We pride ourselves on being a multicultural country, which I am proud to be part of, yet black history remains on the periphery of British historical memory. That needs to change. Black history should be part of the school curriculum so that the young people coming up are aware of and proud of their history. Black people are still less represented in Parliament and positions of power. Black lives matter, not only here but internationally. Our lives are less valued than white lives. That needs to change. Structural inequalities and everyday racism remain as a result of the legacy of slavery. That must be addressed. Openly acknowledging the existence of lasting inequalities and accepting the historical role of the Government in propagating them is the first stage that will help to change the relationship and the power dynamics.

I thank Members for their attendance, but have to second the remarks of my hon. Friend the Member for Streatham (Mr Umunna): this debate should be taking place in the main Chamber, not on the sides, to give it the respect it warrants.

I am grateful for the opportunity to speak under your chairmanship for the first time, Ms Buck. You have made a considerable contribution to the lives of black and ethnic minorities in your constituency over many years and to the broader debate within the Labour party, and you continue to do so. I congratulate the hon. Member for Lanark and Hamilton East (Angela Crawley) on securing this debate. I thank her for the manner in which she delivered her opening remarks and for all that she is doing north of the border.

I have a short opportunity to put on the record once again the work of my predecessor, Bernie Grant. Activists and campaigners are perhaps more prominent now than they have been in the past, particularly with the selection of my hon. Friend the Member for Islington North (Jeremy Corbyn) as the leader of the Labour party. He knows that campaigning and work often take place at the margins, with very few people paying attention and listening. For many mornings over many years, Bernie Grant campaigned outside the British Museum about the artefacts sitting inside that had been effectively stolen from Africa. He raised the issue consistently, day after day, with no one paying attention. There is now a lively debate on outreach and how to support museums and communities in Africa and the developing world, which is now a very real subject.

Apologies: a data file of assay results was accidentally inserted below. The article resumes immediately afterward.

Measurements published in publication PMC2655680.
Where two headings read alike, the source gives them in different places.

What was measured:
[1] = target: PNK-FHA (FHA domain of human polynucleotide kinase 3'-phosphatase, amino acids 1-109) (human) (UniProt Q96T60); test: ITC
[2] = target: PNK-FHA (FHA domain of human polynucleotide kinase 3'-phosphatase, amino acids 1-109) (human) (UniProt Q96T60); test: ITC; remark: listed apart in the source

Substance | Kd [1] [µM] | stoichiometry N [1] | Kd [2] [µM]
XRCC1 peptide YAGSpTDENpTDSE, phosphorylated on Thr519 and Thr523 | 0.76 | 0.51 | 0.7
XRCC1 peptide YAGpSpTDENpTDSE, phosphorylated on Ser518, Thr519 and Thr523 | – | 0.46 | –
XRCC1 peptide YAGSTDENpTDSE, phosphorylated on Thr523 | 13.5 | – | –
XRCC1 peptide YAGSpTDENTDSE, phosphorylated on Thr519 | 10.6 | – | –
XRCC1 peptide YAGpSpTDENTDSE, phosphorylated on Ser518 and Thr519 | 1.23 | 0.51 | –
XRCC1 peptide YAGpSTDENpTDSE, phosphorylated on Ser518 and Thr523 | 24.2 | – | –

My predecessor campaigned for years to introduce these subjects to our national curriculum, and we have made progress. When I was a Culture Minister, I made the decision to introduce the abolition of slavery from the perspective of not only William Wilberforce, but Equiano and others, to the national curriculum, but we need to do more to ensure that our national curriculum tells a rich and complex story about the contribution of both different parts of the British Isles and the Commonwealth.

Many young people do not know that more than 1 million Indian young men died on behalf of this country in the first world war. They do not know that 200,000 young men from the Caribbean died contributing to this country in the same conflict or that, across the Commonwealth, people signed up to come to this country and other parts of Europe and gave up their lives. That is a rich story, and it illustrates why Black History Month is not just a moment when black and brown children in inner-city schools can focus on these issues; it is a national moment when all children in our country, whatever their background, draw inspiration from these stories and reflect on that coming together and those trials and tribulations.

I echo the right hon. Gentleman’s sentiments about the soldiers from across the world who came to serve with forces from the UK; as the Scottish National party spokesperson on the armed forces and veterans, I associate myself with what he says. I also wish our children to be as aware as possible of our diverse communities in Scotland and the UK and of the rich contribution they have all made.